Kenneth Branagh Opts For a Simpler Path — Onstage and Onscreen
As acclaimed actor, writer and director matures, he now prefers to let stories tell themselves, as he did with his latest hit film, 'Cinderella

Toronto Star, 11 September 2015
By Richard Ouzounian
Thanks, Jane

If you're looking for someone to put a contemporary spin on a classic story, look no further than Kenneth Branagh.

The 54-year-old actor, director and writer most recently showed his stuff with the hit Disney rendition of 'Cinderella' (available Tuesday on DVD and Blu-ray), but he also brought the superhero genre back to thundering life with 'Thor', rethought Shakespeare onscreen for an entire generation with his 'Henry V' and even gave the TV detective format new zing with his performance in 'Wallander' (back on Netflix).

Now he's about to step into those most treacherous of waters, the sea of the actor-manager, when he launches the Kenneth Branagh Theatre Company this fall in London, presenting six plays featuring veterans such as Judi Dench and Derek Jacobi, as well as his 'Cinderella' stars, Lily James and Richard Madden.

“You think I'm a bit busy these days?” he laughs over the phone from England. “Well, that's just the way I like it.”

Branagh is the kind of man who paints with bold colours, in his life as well as in his art, which is why he might have seemed an odd choice to put in charge of a Disney version of 'Cinderella', but he thinks it made perfect sense.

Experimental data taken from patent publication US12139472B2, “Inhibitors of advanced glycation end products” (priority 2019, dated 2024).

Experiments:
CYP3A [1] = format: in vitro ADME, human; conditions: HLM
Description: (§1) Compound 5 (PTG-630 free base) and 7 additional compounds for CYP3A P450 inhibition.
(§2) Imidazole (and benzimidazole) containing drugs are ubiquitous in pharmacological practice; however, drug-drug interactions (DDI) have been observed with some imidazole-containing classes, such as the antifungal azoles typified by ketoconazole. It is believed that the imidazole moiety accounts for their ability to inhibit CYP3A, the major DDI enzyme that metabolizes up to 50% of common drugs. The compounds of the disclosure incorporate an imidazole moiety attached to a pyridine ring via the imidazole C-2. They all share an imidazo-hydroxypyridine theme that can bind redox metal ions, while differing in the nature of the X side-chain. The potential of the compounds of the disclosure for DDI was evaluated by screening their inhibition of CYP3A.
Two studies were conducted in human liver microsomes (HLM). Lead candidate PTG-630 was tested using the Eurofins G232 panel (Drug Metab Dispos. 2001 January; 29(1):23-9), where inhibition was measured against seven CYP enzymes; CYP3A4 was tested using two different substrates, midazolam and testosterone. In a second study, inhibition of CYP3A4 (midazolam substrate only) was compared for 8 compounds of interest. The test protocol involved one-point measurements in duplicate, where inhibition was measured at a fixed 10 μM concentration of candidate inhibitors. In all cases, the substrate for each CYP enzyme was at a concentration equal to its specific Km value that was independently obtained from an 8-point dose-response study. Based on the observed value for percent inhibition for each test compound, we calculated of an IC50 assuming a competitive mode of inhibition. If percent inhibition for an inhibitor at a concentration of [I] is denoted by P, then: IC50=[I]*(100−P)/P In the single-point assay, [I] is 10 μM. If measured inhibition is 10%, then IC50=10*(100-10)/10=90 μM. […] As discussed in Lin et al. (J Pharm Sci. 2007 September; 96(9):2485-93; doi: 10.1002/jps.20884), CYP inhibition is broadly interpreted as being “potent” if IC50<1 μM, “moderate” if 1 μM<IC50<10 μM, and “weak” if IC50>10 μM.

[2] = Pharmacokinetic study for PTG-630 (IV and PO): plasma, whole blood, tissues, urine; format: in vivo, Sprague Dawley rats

“It's a classic saga, in the best sense of the word, and I have devoted my life to those kinds of tales. I believe in the power of the story; that is what I devote myself to first and foremost. Whether it's a doomed Danish prince, a mythological Nordic god or a young girl searching for happiness at a ball, I must take their tale and tell it truly.

“You won't find me going in for any postmodern garbage, being cynical about the story or mocking the people I'm presenting to you. That's not my style. There's a certain traditionalism you expect when you see 'Cinderella' and I am there to deliver it: the mountainous middle European kingdom, a certain colour palette, a degree of visual lushness.”

He's been spinning a web with that gorgeous voice of his, but suddenly he slams his hand down on an unseen desk, jolting the conversation into another key.

“But don't think all of that means I think it's just masquerade and make believe. No! I insisted on a contemporary emotional quality. More heightened than people were expecting. Acting that was happening from the inside and was as real as possible.”

Canadian star Colm Feore, a friend of Branagh's who worked with him on 'Thor', recalls his experience watching 'Cinderella' on a plane recently.

“I thought, ‘Oh well, here's Ken's movie, I ought to look at it,' and the next thing I knew, I had tears rolling down my cheeks. Dammit, he's good at what he does.”

And he's not alone in that estimation. To date, 'Cinderella' has grossed more than $542 million worldwide, yet Branagh is strangely modest in discussing its success.

“You know what the big secret of 'Cinderella' was? That I, Kenneth Branagh, got out of the way and let the story be told.”

That kind of modesty didn't mark Branagh earlier in his career. Born in Belfast in 1960 and educated at the Royal Academy of Dramatic Art, he quickly cut a swath through the world of British theatre and, by the time he was 28, he had married Emma Thompson and released his film version of 'Henry V', which he adapted, directed and starred in.

He was nominated for two Oscars for the film (as actor and director) and his star kept rising. During the filming of his 'Mary Shelley's Frankenstein', he began a very public affair with his leading lady, Helena Bonham Carter, which led to the end of his marriage to Thompson.